Platinum, gold, coal, diamonds, iron ore. No end in sight for SA mine strikes – by Lawrence Williams ( – October 4, 2012)

The South African mine strikes, and associated intimidation of any who wish to return to work, appear to be continuing to spread – from platinum, to gold and now to other mining sectors as well.

LONDON (MINEWEB) – Writing here on Mineweb in mid-August (Platinum mine violence impact – could it spread to gold mines too?) we commented thus on the prospect of the strikes and associated violence then being experienced on the platinum mines spreading to the country’s gold mining sector: “But, the issues which have led to the platinum mining violence are potentially mirrored in South Africa’s gold mines – an even bigger sector (just) – and the government will be hugely worried about the potential spread of mine unrest given the potentially major impact on the South African economy of a mining meltdown.

South Africa may no longer be the world’s largest gold producer – a position it held for nigh on a century, but it still remains one of the world’s biggest and disruption here could have a very negative impact on global mine supply – and again lead to the permanent closure of some of the more marginal operations, which are struggling to stay afloat even at current gold prices. The platinum and gold mines operate in a very similar manner and employ huge workforces by western standards. If the AMCU starts to move into the gold mines in a similar manner the impact could be equally destabilising.”

At the time South African labour ‘experts’, and the gold mining sector itself dismissed such a prospect, pointing out that the gold mines had a collective bargaining system in place which would prevent such disruptions occurring .

However they seemingly completely ignored the fact that the platinum mine unrest, leading to the Marikana ‘massacre’ was, initially, largely driven by dissatisfaction at the grassroots level with the dominant mining union, the NUM and a new union trying to muscle in. And, was probably aggravated by political agitators seeking to embarrass President Zuma ahead of the forthcoming ANC elections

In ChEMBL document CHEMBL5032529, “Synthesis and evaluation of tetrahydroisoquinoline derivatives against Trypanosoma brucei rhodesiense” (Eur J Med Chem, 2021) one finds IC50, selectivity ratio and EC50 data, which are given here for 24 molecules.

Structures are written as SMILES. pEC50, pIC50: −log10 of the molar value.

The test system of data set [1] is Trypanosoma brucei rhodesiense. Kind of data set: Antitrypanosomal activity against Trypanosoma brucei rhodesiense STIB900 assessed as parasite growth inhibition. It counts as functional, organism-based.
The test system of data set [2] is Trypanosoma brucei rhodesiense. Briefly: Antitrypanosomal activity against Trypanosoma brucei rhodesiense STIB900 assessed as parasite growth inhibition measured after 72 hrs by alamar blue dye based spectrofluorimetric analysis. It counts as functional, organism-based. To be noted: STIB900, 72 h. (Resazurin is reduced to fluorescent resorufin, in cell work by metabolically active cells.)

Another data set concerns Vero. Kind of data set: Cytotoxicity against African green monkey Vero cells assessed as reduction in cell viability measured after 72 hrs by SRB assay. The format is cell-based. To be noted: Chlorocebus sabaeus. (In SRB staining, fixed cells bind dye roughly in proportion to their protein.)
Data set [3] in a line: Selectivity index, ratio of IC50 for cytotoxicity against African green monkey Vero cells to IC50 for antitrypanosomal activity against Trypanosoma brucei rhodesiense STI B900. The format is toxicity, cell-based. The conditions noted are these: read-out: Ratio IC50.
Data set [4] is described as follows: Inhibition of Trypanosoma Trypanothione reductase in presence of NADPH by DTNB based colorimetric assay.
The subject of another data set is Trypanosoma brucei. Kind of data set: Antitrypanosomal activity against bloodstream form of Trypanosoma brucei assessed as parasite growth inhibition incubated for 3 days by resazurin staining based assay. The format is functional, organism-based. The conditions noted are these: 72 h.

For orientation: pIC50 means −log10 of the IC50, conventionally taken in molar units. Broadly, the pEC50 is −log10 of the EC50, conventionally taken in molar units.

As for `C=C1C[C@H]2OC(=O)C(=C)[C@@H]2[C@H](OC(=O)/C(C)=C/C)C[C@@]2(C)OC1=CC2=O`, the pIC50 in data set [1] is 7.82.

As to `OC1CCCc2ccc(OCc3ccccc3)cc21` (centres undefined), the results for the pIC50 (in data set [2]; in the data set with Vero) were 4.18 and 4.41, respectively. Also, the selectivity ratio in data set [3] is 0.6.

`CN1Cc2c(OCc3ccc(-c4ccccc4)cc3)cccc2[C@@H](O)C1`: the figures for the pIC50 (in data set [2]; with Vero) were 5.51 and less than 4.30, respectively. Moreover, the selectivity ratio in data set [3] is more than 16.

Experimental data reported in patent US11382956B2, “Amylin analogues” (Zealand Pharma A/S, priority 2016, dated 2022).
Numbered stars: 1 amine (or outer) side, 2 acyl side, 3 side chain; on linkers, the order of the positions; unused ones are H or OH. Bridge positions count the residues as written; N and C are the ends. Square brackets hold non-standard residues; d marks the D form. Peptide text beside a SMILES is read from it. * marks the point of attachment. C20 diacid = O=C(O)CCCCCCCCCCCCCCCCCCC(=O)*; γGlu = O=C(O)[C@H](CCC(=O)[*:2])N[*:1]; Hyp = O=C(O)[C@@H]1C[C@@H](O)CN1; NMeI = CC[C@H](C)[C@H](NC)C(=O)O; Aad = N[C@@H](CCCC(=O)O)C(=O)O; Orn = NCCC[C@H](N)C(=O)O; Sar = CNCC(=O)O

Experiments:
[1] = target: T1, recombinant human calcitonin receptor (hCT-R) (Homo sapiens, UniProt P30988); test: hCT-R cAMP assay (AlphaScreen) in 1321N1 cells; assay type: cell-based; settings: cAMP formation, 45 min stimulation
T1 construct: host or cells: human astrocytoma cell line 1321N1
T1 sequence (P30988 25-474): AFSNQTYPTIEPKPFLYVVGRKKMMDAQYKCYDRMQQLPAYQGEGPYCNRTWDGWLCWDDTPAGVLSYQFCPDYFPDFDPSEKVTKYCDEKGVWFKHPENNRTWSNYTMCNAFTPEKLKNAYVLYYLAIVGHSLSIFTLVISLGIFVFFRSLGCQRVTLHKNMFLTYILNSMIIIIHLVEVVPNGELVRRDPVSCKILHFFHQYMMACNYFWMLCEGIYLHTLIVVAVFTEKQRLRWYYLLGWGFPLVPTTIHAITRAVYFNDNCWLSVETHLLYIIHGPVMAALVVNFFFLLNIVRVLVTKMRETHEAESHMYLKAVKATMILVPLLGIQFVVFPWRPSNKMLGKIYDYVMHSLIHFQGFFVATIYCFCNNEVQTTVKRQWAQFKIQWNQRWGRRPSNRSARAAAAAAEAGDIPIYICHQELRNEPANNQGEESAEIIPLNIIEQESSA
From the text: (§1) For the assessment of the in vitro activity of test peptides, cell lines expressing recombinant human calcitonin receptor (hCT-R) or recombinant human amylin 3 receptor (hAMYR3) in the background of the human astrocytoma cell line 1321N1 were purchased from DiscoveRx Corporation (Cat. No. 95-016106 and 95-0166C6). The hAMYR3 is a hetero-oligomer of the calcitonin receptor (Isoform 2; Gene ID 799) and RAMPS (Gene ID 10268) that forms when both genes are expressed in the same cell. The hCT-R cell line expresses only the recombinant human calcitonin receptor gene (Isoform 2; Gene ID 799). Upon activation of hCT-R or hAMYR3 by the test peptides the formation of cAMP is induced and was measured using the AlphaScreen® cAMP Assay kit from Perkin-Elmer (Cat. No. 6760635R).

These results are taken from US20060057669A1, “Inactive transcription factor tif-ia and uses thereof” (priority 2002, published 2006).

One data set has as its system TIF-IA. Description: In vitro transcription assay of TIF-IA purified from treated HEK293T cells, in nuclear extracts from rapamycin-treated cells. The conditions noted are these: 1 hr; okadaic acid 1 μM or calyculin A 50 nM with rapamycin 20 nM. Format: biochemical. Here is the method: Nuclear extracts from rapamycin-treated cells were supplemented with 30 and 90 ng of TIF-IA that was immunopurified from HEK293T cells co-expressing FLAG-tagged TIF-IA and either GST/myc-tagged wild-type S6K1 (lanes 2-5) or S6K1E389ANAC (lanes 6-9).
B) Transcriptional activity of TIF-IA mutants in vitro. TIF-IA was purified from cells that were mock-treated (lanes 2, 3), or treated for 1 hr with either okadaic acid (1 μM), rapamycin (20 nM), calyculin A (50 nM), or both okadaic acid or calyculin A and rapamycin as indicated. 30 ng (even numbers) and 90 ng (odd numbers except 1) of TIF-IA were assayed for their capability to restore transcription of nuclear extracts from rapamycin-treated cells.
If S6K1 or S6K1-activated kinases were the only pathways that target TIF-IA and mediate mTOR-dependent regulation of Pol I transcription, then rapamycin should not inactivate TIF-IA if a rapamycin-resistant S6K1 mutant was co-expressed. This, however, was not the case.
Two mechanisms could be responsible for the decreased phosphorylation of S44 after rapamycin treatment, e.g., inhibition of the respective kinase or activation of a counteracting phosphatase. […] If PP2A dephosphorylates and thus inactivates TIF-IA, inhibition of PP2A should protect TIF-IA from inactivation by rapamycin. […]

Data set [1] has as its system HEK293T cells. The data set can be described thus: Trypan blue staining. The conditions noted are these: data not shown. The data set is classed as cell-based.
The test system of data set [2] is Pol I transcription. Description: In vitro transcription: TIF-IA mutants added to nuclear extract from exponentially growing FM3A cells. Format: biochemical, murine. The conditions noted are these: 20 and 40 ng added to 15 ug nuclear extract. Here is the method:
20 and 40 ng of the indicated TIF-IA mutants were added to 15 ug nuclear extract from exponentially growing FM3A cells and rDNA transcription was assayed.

Add Julius Malema, the firebrand populist former ANC youth wing leader to the fray with his anti-mining message calling for the mines to be made unmanageable, and his personal antagonism towards President Zuma and the strikes have indeed spread to the gold mining sector, and beyond. The industry leader, AngloGold Ashanti has had to cease work for the past two weeks at all its South African operations, while Gold Fields, the No.2 gold miner has had to shut down half of its flagship KDC mining complex.

The latest gold miners to suffer are Gold One at its Ezulwini mine and Harmony at the Kusasalethu operation with the prospect of strikes spreading to the rest of the gold mines – and there are now reports of interruptions at Petra’s Kimberley diamond mining operations, at Coal of Africa’s Mooiplats coal mine and at Kumba’s big Sishen iron ore mine (the latter said that initially production had not been affected, but has since shgut the mine down as the strikers blocakeded access to the pit). Altogether some 22 mines have shut down because of the wave of strikes.

And there looks to be no end in sight yet. Again readers of Mineweb will know we commented only a couple of weeks ago that the platinum mine labour problems were still far from over – see Platinum output disruption – It ain’t over yet – and so it has proved to be so with the largest platinum miner, Anglo American Platinum (Amplats) remaining at a virtual standstill and a sense of unease still hanging over most of the Rustenburg-centred platinum mines.

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